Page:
By Joel Warner
By Michael Roberts
By Alan Prendergast
By Michael Roberts
By Michael Roberts
By Amber Taufen
By Patricia Calhoun
By William Breathes
When John Hickenlooper moved from the Denver City & County Building across Civic Center Park to the State Capitol, he found a message from his office's previous occupant posted on a painting by the governor's desk. "I will be easy to find," said the note from Bill Ritter, who'd drawn an arrow pointing to the figure of a fisherman.
But not so easy to find once that painting disappears from the governor's office: It's about to be replaced by a massive reproduction of a John Fielder photo. The prolific photographer was on the beach in Hawaii when he got a call from the new governor, "inviting me to improve the ambience of his office," Fielder remembers. "I've been friends with John Hickenlooper since his days as mayor; being an entrepreneur and something of a promoter myself, he and I have always seen eye to eye."
Fielder sent over three images that captured the grandeur of Colorado. While two of the photos displayed more traditional, if stunning, scenes of the state -- all golden aspens and towering peaks -- the one that made the cut is at once more modern in composition and more historic in subject. "That photograph is Last Dollar Ranch, just outside of Ridgway," says Fielder. "The Sneffels Range is in the background, and in the foreground is that extraordinary stock pond reflecting autumn color and peaks freshly dusted with snow, as well as a restored nineteenth-century ranch building." The photo was taken for Fielder's last project, Ranches of Colorado, published in 2009 (with text by the late James Meadow).
"It will be a great addition to the atmosphere of the governor's office," the photographer says. "We've picked the image, and we're designing the treatment as we speak; it will be applied to the wall." But since this is government work, that's easier said than done, of course. The elaborate woodwork on the walls of the governor's office was done by residents of the Department of Corrections at some time now lost to history; the 8' x14' reproduction will go inside the faux frame created by those cons -- once the space has been shored up to hold it. "We've got to reconstruct the wall so that we can attach these large print panels with adhesive," Fielder explains.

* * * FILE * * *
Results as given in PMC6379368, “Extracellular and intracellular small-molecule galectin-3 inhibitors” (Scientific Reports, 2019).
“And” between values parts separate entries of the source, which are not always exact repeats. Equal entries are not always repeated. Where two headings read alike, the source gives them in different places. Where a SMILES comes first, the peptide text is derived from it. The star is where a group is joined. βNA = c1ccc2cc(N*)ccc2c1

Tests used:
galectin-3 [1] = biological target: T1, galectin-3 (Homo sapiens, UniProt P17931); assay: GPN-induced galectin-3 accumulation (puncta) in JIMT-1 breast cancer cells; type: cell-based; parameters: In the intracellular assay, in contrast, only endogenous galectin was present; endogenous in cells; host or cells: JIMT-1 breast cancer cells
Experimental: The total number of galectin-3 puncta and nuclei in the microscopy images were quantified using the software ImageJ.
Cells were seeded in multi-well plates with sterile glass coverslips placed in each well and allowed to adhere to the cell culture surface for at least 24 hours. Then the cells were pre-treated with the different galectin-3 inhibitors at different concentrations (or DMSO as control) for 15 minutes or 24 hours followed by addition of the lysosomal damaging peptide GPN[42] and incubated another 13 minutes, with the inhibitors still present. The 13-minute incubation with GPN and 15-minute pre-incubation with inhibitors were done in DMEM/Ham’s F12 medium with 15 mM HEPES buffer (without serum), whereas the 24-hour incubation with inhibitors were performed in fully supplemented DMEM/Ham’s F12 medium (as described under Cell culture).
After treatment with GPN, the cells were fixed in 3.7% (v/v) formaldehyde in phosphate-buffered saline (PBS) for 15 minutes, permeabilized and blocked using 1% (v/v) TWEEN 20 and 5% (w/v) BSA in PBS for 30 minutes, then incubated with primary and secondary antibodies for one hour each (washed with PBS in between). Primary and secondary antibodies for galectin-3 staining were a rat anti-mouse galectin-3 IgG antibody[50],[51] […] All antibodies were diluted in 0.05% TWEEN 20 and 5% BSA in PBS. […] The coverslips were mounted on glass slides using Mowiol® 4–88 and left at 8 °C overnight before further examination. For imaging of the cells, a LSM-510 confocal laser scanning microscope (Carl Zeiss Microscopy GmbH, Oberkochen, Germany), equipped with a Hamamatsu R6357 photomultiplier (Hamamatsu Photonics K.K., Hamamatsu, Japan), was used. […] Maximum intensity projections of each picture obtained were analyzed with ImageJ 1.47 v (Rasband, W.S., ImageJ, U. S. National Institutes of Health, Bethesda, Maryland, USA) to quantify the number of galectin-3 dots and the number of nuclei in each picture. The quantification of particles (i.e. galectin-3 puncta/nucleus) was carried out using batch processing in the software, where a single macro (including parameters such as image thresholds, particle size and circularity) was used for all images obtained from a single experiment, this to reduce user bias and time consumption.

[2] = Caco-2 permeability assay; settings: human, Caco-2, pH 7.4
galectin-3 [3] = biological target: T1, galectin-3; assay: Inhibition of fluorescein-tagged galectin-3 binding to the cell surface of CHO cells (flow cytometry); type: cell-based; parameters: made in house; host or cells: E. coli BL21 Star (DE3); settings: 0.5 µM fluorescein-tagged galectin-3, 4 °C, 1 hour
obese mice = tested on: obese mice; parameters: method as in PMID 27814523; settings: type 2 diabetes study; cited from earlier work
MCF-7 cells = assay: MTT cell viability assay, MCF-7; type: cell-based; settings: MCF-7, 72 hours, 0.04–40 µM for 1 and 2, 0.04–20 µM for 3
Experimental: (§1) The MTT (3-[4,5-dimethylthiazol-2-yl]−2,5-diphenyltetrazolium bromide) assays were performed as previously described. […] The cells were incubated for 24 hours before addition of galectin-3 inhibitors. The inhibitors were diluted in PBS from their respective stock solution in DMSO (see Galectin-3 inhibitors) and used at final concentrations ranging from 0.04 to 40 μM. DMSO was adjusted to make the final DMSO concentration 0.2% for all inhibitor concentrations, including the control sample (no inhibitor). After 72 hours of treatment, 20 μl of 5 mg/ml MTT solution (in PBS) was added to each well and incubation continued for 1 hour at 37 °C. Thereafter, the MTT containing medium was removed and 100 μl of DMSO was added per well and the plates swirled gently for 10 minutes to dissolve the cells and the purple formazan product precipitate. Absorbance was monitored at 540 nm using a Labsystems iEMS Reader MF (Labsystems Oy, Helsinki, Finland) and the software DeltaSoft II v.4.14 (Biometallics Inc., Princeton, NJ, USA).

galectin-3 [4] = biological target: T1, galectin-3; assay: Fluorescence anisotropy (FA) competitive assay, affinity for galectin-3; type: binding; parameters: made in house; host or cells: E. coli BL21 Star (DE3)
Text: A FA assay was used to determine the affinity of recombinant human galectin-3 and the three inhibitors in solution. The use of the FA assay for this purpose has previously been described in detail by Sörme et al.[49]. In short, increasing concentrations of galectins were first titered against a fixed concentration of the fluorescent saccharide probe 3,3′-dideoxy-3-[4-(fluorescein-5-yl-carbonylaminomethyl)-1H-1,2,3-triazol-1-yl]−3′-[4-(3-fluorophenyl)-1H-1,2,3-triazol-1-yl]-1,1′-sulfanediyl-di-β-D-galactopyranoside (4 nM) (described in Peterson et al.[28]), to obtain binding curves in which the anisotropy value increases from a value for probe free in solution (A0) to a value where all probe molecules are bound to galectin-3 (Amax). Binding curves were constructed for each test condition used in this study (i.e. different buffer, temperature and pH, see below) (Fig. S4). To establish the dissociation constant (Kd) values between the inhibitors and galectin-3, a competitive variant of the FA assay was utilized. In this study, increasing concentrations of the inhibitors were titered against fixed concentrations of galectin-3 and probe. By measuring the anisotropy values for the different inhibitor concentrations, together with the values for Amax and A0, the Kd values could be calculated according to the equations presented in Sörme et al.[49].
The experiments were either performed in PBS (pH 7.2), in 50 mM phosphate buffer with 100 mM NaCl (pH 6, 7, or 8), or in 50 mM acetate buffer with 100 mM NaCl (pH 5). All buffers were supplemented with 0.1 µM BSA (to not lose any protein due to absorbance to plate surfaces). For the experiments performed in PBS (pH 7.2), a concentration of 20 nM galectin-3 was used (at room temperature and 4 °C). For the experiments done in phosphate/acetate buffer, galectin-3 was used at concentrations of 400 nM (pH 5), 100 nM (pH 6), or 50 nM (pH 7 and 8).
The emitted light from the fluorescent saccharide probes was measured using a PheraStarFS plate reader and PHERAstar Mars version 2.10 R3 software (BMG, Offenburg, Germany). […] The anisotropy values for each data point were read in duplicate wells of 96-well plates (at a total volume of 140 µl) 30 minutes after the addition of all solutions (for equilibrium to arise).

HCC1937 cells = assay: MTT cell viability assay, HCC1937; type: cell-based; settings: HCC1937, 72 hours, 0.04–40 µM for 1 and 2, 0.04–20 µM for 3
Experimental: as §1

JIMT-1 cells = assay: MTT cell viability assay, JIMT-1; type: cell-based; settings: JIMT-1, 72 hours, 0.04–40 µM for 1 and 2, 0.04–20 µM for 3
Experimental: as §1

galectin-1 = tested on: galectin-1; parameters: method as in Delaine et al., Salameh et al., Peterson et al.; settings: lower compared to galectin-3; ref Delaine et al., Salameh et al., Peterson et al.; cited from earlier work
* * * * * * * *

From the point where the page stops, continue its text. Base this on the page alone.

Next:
In the meantime, Fielder is already moving on to his next project, a celebration of Great Outdoors Colorado, or GOCO, which Colorado voters passed in 1992, directing that lottery proceeds go to environmental projects, as they were originally intended, rather than prisons. "Fast-forward to 2011, and various interests continue to take potshots at that revenue stream," Fielder says. Under the constitutional cap, as much as $56 million can flow through that stream every year -- trickle-down economics that look pretty attractive to poachers in these budget-strapped times. So Fielder, who was on the citizens' committee that formed GOCO and served as a member of the original board, went to the current board and convinced its members to send some of that stream his way, endorsing a book deal for which he'll shoot 1,000 of the more than 3,000 places that have been protected by GOCO dollars, a book that will come out in 2012, just in time for the twentieth anniversary.
"There's always a political purpose behind my projects," Fielder acknowledges. "The lottery protects not just the economy, but ecology." And so the photographs will include not just parks and ranches, but even skateparks -- all made possible with funds from GOCO, a project that's been so successful that President Barack Obama just announced his own America's Outdoors Campaign, largely based on Colorado's campaign. (Department of the Interior secretary Ken Salazar wrote the initial measure creating GOCO when he was head of the state's Department of Natural Resources.) The staff has been helping Fielder identify some of the most important, photogenic projects for the book; never, one GOCO staffer says, did they imagine that the legendary nature photographer would be shooting such things as skateparks.
"There's a moral to this story," Fielder says, of both the book and the print going into the governor's office. "As much as I love the photos of the totally natural environment, we humans hold the destiny of earth in our hands.... More and more, I'm including the work of man in my photos."
And the work of those men should be easy to find in Colorado.